.
    .

    In the second large paragraph of her post, she brings up the male privilege of being able to live safely without fear of assualt. This is clearly false, the chance of being a victim of violent assault in ones lifetime is 89% as a man 73% for a female. Clearly fallacious reasoning on her part, even without statistics, musing on it for a few minutes should be enough to see it is a stupid thing to say.

    Her quote

    Now, you want to become acquainted with a woman you see in public. The first thing you need to understand is that women are dealing with a set of challenges and concerns that are strange to you, a man. To begin with, we would rather not be killed or otherwise violently assaulted.

    “But wait! I don’t want that, either!”

    Well, no. But do you think about it all the time? Is preventing violent assault or murder part of your daily routine, rather than merely something you do when you venture into war zones? Because, for women, it is.

    So, as scared as she may feel, the numbers are completely the opposite, with a statistically significantly higher risk that a man may be a victim of a violent crime in his lifetime. And about a 4x chance she will be non-sexually assaulted at some point. Though on that last note, i can see why someone would be less worried about being non-sexually assaulted than so.

  13. 213

    Luna,

    The problem is, the entire sexism issue blew up over a woman saying “look, don’t do this thing, it’s creepy.” The response to her saying that blew right past creepy into some icky hinterland that we both agree is unacceptable. But what she said in the first instance was a response to being creeped out by experience.

    Ok not to be snarky, but that is not the first time gender or gender issues have been discussed in the community. Specifically the thing I was largely addressing, the pandering has been around for many years. And it is consistent in all the groups I am part of.

    The problem with her “don’t do that” is that she didn’t say don’t do that to me.
    If I am mincing words here, by all means say you think so. But I do not think that is the case, and her response was not “oh shit, I didn’t mean don’t ever do that to anyone, I meant don’t do it to me”.

    We are pretty independent thinkers and a lot of us do not like being spoken for. I hope you see that this is a fair complaint.

    I brought up the example I did precisely because you have stated you are not ok with rape. (And I would hardly expect you to be.) Therefore, it was plain to me that you would be not-ok with the behaviour of the guy in the example. I wanted you to draw the line with me between what happened to the 15-year-old girl a week ago, and what happened to me with this same man 4 1/2 years ago, and to understand that even though *I* wasn’t raped, it would be perfectly reasonable for me to see what happened there, and say to guys in general “in the future, please don’t do that [behaviour associated with potential rapists].”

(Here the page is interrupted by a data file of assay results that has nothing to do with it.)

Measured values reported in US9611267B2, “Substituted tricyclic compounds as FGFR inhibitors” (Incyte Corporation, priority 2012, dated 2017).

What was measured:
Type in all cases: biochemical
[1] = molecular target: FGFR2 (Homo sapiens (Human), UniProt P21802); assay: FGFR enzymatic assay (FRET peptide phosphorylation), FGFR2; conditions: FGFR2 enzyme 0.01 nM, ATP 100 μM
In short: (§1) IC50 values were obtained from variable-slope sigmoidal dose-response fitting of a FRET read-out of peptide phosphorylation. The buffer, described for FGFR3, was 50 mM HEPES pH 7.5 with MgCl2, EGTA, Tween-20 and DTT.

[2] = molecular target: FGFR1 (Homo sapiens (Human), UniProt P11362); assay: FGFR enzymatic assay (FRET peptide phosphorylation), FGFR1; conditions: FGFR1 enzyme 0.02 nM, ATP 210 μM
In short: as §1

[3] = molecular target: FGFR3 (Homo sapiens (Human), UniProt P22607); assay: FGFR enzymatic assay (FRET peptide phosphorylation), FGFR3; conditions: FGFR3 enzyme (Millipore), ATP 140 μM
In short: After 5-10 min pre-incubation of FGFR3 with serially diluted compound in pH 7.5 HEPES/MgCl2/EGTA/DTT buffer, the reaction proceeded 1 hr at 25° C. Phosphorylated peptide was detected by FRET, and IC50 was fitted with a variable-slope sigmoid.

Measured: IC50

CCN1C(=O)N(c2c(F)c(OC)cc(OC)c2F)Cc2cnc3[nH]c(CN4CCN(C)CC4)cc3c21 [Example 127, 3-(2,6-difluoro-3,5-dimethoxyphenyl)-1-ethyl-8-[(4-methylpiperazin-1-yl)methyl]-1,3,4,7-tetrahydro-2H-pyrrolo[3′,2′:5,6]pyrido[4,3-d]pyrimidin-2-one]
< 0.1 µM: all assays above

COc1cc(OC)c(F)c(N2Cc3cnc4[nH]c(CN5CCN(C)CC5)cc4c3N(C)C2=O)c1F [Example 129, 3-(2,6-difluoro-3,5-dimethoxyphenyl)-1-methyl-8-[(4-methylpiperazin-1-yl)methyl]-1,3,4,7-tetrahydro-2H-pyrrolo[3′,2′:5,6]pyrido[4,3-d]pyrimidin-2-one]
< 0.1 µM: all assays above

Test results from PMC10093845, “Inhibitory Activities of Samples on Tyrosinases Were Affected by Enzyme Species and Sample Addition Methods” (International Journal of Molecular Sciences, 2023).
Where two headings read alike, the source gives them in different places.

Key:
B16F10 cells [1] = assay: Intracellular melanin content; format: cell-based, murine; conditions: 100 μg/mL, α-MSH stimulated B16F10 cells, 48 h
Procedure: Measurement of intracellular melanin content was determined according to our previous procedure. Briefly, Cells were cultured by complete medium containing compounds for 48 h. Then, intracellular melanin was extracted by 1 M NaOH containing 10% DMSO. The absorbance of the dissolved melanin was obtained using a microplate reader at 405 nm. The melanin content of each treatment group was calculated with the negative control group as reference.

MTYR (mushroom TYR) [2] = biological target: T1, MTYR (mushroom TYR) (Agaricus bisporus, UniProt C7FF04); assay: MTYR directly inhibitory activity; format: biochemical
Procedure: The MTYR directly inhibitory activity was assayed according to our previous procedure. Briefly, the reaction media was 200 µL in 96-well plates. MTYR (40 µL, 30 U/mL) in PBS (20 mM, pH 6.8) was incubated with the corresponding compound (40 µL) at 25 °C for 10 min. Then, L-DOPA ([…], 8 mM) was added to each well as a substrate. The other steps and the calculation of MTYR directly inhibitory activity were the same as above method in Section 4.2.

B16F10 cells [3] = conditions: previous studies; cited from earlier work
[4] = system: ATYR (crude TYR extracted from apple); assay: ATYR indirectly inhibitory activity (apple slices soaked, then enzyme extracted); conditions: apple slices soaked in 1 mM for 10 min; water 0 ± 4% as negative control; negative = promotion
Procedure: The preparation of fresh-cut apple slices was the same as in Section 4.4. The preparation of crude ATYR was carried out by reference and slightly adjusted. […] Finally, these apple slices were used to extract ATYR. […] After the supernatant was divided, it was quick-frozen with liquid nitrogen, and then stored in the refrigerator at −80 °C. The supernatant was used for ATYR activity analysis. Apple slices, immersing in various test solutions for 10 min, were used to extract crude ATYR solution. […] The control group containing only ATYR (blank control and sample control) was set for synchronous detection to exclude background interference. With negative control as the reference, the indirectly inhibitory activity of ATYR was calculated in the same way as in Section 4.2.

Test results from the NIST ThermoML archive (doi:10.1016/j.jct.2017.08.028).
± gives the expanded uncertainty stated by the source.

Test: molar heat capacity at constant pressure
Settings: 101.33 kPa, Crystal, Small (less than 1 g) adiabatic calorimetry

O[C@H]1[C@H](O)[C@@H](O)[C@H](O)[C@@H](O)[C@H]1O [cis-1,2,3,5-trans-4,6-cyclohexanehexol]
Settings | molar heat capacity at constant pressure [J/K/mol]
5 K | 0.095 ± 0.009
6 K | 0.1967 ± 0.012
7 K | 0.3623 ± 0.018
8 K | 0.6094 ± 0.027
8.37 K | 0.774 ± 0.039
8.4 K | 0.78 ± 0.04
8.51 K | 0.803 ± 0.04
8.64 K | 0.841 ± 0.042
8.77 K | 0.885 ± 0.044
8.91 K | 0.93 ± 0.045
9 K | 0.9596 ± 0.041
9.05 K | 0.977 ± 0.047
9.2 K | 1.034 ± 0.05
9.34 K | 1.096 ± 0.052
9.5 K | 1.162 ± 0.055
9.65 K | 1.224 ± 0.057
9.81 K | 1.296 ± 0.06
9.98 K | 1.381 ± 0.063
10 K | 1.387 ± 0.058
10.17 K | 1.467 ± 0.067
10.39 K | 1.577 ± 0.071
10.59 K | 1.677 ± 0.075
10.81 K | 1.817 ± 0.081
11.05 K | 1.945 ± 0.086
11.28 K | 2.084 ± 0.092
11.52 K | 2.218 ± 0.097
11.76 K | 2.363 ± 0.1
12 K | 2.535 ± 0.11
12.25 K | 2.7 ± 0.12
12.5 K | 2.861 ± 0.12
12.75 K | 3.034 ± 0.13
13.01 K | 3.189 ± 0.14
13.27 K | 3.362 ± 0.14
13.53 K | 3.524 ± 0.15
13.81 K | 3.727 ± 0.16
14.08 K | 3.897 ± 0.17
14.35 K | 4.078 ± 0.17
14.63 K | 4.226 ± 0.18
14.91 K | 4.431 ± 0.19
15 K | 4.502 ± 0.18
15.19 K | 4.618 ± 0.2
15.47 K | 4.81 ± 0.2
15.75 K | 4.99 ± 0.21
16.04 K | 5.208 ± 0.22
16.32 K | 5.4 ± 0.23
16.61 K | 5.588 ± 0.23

But this isn’t obvious overt sexual behaviour, like what you brought up, and we have no reason to believe there was any threat there.
    I live in Las Vegas, I ride elevators daily and honestly I have never ever ever associated a man entering the elevator and speaking casually or flirting with me to be behaviour associated with rape.
    I understand that other people do, but this still does not mean you can speak for other people.
    If someone did the exact same thing to me as was done to RW my thought process would be “he didn’t want to embarrass me or himself in front of people”. I don’t know many men who have the nerve to ask a woman in the middle of a meet-up to leave said meet-up, go out with them, and possibly have sex with them.
    Your thought process is not the only one, its not a forgone conclusion that flirting in an elevator is rape related behaviour. Or even suspicious.

    I think you kinda missed the point.

    Hitting on women who have expressed a preference not to be hit on is a creepy/potential attacker behaviour. Treating women like it’s ok to hit on anyone any time anywhere creeps a lot of women out, and that is why men especially are asked to, y’know, talk to people to get to know them before they decide it’s ok to hit on them, and to get over the idea that it is absolutely a male prerogative to proposition for sex without any idea of whether or not it may be welcomed. That’s what the whole original shitstorm was about; the fact that women atheists with strong voices are often being either ignored or shouted down sort of fell out from that, and that was subject to later attempts to address.

    The part of the above quote I put in italics, I totally agree with that. Which is why its important for those of us who dont mind being hit on to also say so.
    Candor and honesty is the way to go here.
    I said before , but here it is again.